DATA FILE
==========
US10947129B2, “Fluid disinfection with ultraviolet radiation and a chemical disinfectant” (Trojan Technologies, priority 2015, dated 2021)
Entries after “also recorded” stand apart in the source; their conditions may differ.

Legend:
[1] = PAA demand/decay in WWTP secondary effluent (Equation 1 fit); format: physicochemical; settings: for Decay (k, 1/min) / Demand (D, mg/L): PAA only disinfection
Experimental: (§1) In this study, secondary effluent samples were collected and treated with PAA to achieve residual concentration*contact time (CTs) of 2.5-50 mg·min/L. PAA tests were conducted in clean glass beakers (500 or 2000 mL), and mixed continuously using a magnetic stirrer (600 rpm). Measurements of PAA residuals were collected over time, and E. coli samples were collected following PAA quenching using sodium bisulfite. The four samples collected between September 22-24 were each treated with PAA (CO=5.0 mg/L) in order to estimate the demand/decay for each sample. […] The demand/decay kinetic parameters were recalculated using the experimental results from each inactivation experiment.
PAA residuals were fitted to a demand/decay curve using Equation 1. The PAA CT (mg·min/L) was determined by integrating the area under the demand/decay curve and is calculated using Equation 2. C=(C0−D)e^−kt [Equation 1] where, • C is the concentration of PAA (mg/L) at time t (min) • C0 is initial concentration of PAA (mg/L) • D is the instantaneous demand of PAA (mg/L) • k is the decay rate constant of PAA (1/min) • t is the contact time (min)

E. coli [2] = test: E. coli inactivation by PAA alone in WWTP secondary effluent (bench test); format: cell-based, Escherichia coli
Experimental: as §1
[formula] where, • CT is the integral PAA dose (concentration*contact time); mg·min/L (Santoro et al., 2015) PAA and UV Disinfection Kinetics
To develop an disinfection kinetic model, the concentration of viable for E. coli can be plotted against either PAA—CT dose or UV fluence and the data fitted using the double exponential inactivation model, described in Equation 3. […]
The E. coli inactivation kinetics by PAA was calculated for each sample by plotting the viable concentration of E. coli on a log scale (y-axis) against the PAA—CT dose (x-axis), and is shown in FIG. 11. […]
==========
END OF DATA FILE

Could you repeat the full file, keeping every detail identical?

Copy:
US10947129B2, “Fluid disinfection with ultraviolet radiation and a chemical disinfectant” (Trojan Technologies, priority 2015, dated 2021)
Entries after “also recorded” stand apart in the source; their conditions may differ.

Legend:
[1] = PAA demand/decay in WWTP secondary effluent (Equation 1 fit); format: physicochemical; settings: for Decay (k, 1/min) / Demand (D, mg/L): PAA only disinfection
Experimental: (§1) In this study, secondary effluent samples were collected and treated with PAA to achieve residual concentration*contact time (CTs) of 2.5-50 mg·min/L. PAA tests were conducted in clean glass beakers (500 or 2000 mL), and mixed continuously using a magnetic stirrer (600 rpm). Measurements of PAA residuals were collected over time, and E. coli samples were collected following PAA quenching using sodium bisulfite. The four samples collected between September 22-24 were each treated with PAA (CO=5.0 mg/L) in order to estimate the demand/decay for each sample. […] The demand/decay kinetic parameters were recalculated using the experimental results from each inactivation experiment.
PAA residuals were fitted to a demand/decay curve using Equation 1. The PAA CT (mg·min/L) was determined by integrating the area under the demand/decay curve and is calculated using Equation 2. C=(C0−D)e^−kt [Equation 1] where, • C is the concentration of PAA (mg/L) at time t (min) • C0 is initial concentration of PAA (mg/L) • D is the instantaneous demand of PAA (mg/L) • k is the decay rate constant of PAA (1/min) • t is the contact time (min)

E. coli [2] = test: E. coli inactivation by PAA alone in WWTP secondary effluent (bench test); format: cell-based, Escherichia coli
Experimental: as §1
[formula] where, • CT is the integral PAA dose (concentration*contact time); mg·min/L (Santoro et al., 2015) PAA and UV Disinfection Kinetics
To develop an disinfection kinetic model, the concentration of viable for E. coli can be plotted against either PAA—CT dose or UV fluence and the data fitted using the double exponential inactivation model, described in Equation 3. […]
The E. coli inactivation kinetics by PAA was calculated for each sample by plotting the viable concentration of E. coli on a log scale (y-axis) against the PAA—CT dose (x-axis), and is shown in FIG. 11. […]